Coronavirus and the free trade narrative
By Alberto Mingardi
I am less optimistic than Pierre Lemieux:
the epidemic shows the benefits of economic growth and international trade. By strangling Chinese growth (“deepening economic damage,” says the Wall Street Journal of yesterday) and perhaps also, if it becomes a pandemic, economic growth in other countries, and by slowing down international trade, the coronavirus will give a hand to the autarkic and zero-sum-game vision of the US administration. No need for a trade war if a pandemic does the job. Trump, of course, will claim that the economic problems he has created were instead caused by the epidemic: untruth does not require coherence. Let’s hope that many people will see that the lessons of the epidemic are quite different.
The fact that I write from Milan may explain my pessimism. So far the Italian government has reacted to the coronavirus crisis with some containment measures: basically, some areas in the North of the country, apparently the hotbeds of the contamination, were locked down. The quarantined area is small but universities, schools, theaters are closed in Lombardy and Veneto, by all means the most productive regions in the country. Other Regions have followed suit, applying a precautionary principle. When you consider that Lombardy, Veneto, Piedmont, Liguri and Friuli account for about half of Italy’s GDP, you understand how serious the situation is.
So far, there seems to be a consensus that the virus brings a much more serious disease than a normal flu, but it is not as deadly as SARS or the swine flu. Out of 100 recorded cases of COVID-19, 80 seem either to show no symptoms or to recover quickly, 15 have severe consequences, and 5 end up in intensive care with breathing problems. The 14 people who have so far died in Italy (over 528 cases, as I write) had pre-existing conditions, which became unbearable with the virus. The reason for containment measures is to slow down the pace of the virus’ spread, to avoid facing a crisis of capacity on the part of hospitals able to offer intensive care. Online, it is quite easy to run into videos supposedly shared by Chinese whistle blowers, full of pictures one would rather not have seen. I suppose part of the problem lies in the fact sanitation is rather different in China than in the West, and healthcare infrastructure is not as developed as in the wealthier, Western world. Or so I hope.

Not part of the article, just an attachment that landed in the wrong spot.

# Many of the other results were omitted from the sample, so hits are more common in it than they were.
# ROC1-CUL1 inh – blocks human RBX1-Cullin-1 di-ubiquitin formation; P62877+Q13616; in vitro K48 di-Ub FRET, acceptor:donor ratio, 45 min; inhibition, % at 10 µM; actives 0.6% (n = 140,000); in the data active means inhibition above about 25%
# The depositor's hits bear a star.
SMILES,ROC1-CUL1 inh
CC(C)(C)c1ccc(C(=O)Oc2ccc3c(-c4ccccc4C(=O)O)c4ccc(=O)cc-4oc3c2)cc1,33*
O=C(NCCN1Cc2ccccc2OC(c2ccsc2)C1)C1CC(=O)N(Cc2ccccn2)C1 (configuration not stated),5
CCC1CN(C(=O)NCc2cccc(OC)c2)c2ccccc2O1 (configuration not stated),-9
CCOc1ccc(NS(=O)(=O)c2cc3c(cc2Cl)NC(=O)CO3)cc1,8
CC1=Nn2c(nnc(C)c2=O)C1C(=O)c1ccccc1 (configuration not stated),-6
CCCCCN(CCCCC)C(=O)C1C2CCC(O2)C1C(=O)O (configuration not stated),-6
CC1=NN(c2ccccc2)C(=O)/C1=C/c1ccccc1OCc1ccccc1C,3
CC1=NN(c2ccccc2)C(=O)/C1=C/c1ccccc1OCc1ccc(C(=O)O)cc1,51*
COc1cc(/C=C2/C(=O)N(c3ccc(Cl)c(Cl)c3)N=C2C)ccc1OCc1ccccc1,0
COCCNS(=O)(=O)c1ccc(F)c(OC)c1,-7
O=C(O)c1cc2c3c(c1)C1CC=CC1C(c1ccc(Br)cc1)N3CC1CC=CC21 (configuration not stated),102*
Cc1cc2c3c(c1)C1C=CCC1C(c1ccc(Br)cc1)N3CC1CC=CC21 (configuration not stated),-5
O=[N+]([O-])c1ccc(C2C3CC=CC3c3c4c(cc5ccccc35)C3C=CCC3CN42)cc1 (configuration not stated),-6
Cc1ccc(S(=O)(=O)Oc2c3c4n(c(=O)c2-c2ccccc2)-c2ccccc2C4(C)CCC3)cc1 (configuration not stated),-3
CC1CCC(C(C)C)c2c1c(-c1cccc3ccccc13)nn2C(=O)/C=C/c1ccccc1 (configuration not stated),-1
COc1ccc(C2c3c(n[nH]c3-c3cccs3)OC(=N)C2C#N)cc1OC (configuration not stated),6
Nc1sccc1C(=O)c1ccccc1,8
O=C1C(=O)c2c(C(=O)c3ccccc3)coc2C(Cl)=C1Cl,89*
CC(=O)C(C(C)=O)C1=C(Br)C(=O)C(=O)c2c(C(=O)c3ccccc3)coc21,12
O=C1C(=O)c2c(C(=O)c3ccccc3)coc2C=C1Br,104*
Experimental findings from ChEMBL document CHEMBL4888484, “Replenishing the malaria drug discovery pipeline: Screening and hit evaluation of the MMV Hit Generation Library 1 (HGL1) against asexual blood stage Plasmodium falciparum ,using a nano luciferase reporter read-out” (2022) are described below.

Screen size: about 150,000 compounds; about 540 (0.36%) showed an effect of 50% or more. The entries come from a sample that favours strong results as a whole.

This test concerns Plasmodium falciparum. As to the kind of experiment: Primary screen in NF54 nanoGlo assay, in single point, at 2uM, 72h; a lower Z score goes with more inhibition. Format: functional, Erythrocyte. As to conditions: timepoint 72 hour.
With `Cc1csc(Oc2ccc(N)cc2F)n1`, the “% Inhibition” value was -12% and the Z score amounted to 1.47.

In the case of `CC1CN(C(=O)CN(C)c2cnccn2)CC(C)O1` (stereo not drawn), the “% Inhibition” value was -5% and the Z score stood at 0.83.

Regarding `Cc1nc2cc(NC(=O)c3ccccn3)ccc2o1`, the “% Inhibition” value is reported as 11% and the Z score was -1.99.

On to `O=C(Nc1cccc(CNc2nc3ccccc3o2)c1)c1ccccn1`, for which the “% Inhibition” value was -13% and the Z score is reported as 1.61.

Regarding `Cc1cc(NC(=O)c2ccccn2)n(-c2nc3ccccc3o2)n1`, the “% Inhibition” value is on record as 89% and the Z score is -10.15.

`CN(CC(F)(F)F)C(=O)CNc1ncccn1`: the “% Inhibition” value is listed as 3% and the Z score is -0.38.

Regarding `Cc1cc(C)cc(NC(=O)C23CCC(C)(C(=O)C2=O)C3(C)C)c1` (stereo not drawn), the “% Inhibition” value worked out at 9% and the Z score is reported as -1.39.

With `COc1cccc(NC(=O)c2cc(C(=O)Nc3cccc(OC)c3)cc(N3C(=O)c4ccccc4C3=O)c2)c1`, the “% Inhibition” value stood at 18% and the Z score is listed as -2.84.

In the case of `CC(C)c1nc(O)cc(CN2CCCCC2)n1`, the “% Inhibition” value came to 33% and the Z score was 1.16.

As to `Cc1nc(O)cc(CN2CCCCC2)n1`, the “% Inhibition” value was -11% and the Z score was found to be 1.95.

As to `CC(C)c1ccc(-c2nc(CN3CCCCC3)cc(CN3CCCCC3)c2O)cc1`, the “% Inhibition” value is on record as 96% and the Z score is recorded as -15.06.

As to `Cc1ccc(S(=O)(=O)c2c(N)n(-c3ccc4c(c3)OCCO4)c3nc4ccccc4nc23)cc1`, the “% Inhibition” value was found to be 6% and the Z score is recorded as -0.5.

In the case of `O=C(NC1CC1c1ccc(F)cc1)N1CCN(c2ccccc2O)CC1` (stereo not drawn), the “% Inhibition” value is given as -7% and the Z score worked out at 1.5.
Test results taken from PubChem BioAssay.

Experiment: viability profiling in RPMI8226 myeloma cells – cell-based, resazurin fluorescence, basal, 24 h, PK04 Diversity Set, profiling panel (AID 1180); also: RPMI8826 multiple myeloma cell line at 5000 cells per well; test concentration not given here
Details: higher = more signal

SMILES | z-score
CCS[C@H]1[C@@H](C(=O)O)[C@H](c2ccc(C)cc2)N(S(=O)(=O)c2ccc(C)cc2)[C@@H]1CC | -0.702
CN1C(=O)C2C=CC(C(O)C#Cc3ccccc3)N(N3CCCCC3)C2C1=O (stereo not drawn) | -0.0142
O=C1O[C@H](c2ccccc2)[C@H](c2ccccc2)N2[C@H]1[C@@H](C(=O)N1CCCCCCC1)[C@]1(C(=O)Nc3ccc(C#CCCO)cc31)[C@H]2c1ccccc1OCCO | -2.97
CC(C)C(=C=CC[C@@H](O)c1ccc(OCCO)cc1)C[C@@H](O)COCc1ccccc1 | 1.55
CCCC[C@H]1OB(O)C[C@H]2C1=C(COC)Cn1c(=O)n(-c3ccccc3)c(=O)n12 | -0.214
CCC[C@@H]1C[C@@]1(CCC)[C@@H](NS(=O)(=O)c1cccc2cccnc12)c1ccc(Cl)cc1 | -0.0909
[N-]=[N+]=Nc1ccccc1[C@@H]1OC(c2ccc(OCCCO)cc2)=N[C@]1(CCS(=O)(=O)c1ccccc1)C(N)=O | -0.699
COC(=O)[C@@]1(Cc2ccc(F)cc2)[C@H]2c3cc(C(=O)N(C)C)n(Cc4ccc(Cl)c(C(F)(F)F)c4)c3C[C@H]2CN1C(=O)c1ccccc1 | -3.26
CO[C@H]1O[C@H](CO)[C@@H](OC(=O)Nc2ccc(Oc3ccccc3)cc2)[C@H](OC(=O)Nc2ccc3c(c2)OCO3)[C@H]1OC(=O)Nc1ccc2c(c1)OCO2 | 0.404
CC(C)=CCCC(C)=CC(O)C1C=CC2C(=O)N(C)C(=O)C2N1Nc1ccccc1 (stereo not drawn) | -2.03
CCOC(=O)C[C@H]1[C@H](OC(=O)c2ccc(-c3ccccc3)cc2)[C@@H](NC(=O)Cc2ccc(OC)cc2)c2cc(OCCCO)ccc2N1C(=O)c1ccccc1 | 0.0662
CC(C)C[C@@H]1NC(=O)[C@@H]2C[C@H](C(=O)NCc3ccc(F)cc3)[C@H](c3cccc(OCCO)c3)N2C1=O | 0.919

By all means, the emergency is producing and will produce a less interconnected world, and so a poorer one. In this Wall Street Journal piece Joerg Wuttke, president of the European Union Chamber of Commerce in China and chief local representative for BASF SE.), comments that, “When the last ships reach our harbors in a week or 10 days, that will be it from China…Then you will see shortages on the shelves of Europe. The impact has not really been felt yet.”
The effects of shutting the North of Italy down for a month are not that different: for companies and workers here, but also for companies abroad, beginning with Germany, whose supply chain is highly integrated with the Northern Italian one. So far it is “services” that have mostly slowed down, but if people can’t send their kids to school this will affect their working time and their performance, too. Fear of contagion will drive tourists away from Italy, with strong consequences both for hotels and AirBnB owners. The Italian economy was already quite weak, with a meager +0,2% GDP growth projection and a government busy at nationalizing whatever possible, God knows what may happened to it now. There is already a consensus that Italy will have negative growth this year.
Will people learn the lesson, and realize that a closed economy is poorer, as Pierre hopes? I fear not. Though the emergency measures somehow provide us with a preview of the kind of country the economic nationalists would like us to live in, they will quickly turn the tables, blaming the virus on globalization, and making trade with China the villain of the story. Italy’s reaction to coronavirus is convincing other countries to treat Italians as we treat ourselves – limiting direct flights, imposing quarantines, etc. This will also increase the perception that reliance on international trade is a weakness, thereby fueling a renewed rhetoric of the marvels of autarky. Sure enough, when people travel they carry their diseases with them: this is not news. Prepare for a new nationalist narrative built around this idea.